All it takes is one save to make a career. Exaggeration? Maybe, but it’s one save repeatedly made, a great one, that has made Jonathan Quick the hero of the LA Kings nation. Monday night, he did it once more. Here’s the setup.
The Bruins were in town after having been defeated by Anaheim Monday evening. The Kings were coming off a 4-1 loss to Chicago on Saturday night. In their lineup was Alec Martinez, out since mid-November with a finger issue. That made the defense Greene, McNabb, Muzzin, Doughty, Martinez, and Regehr, a stout lineup, and they had to be, because the game never got off its 1-0 score until the very end, when an empty netter was scored.
Who got that one? Tyler Toffoli. Who had the earlier marker? Tanner Pearson. This is not what you think. These kids, who played together so long (if that’s a way to describe last year’s playoffs and the start of this season) with Jeff Carter, were split up. Toffoli was with Kopitar and Carter. Pearson was trio’d with King and Richards. This to try to prompt some offense. It did, obviously.
Kopitar commented after the game on the game, his new line, and on the goal. “We got going right away. Drew a couple of penalties early and got to move the puck on the power play, which is nice. Put them on their heels a little bit.” He added, “I had the puck behind the net and both of our D came down, ready to fire, and I think it was Brayden [McNabb] that I gave it to. His shot got blocked, and the first thought I actually had was I saw the guy above me, their guy, ready for a breakaway, and I saw nobody was really picking up the puck, so I just picked it up and I looked around to see what was out there.” When asked then why his first inclination was to pass, he said, “That’s why I passed it,” with the referent to “that” being the fact that the goalie was going down at the time.
But it was the defense and goaltending which made that stand up. That single-goal lead was most seriously challenged three times. Once a pass went back to Chris Kelly. Quick flashed out a leg. This was in period two. Then in the third, a rebound came to Torey Krug at the left side of the net. He took a slapshot. Quick was down. He dove over and got a glove on it. It then hit his body and the post. No goal.
The third chance was on Daniel Paille, who had a chance on a rebound and ended up putting it wide. Not a save, but Quick was either in the B’s heads or in the right spot in the net to make it impossible for the Bruin player to do otherwise than blow the chance.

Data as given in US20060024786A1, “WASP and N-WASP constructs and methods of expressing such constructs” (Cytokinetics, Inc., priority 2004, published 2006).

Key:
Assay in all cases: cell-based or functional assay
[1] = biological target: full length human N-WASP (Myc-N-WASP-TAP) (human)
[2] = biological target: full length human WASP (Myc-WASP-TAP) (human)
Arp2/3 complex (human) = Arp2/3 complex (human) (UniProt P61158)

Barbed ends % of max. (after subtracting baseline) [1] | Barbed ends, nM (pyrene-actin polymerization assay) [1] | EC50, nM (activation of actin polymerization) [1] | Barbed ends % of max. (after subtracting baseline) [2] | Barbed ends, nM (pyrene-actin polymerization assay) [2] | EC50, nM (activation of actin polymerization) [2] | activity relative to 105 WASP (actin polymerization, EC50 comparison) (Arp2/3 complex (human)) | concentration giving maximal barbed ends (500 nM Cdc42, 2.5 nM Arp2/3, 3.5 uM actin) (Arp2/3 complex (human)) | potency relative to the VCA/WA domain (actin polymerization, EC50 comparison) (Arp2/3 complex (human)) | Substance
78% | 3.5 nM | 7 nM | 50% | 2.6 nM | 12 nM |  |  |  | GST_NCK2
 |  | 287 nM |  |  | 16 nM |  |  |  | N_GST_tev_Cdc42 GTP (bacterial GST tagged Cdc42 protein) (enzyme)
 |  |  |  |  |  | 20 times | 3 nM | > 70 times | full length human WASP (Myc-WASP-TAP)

So how’s that Terry Murray method working? What’s that, you ask? It the method of scoring just the one goal and then letting Quick get the shutout. Works every time you do it. Hard to do.
The Kings played a tight game, but still allowed 31 shots. They took 35, though the margin was higher in their favor mid-game. Closer to two-to-one. They also blocked nine and saw the Bruins miss 17. How inaccurate do the Bruins’ shooters tend to be? As inaccurate as the other team forces them to be. They, by contrast, blocked 14 and saw the Kings miss 14 on the night.
It was an exciting game, if you like defensive battles, but Quick was unimpressed with his work, as usual. In describing the Krug save, he said, “In the lead-up, there was a scrum to my left. I could of swore I heard a whistle. So the puck kind of squirted out and I thought I heard a whistle, so I didn’t really move at first, and then he was lining up with some purpose, so I thought I’d get over there, and the puck just kind of hit me.” He didn’t realize that it had gone off the post after it hit him.
With every shutout, he distances himself from Rogie Vachon, who held the team record for years with 32. Quick now has 34, including three this year in 20 games. He’s on pace to reach his single-season best, 10 in 69 games, set in 2011-12. He was named first star of the game.
Daryl Sutter didn’t have a ton to say after the game, but he did comment that “both Tanner and Tyler scored a goal tonight,” as a way to suggest that the new line combos were good. He added, that “the line [Pearson’s] had a lot of opportunities, but that’s what they’ve got to do.”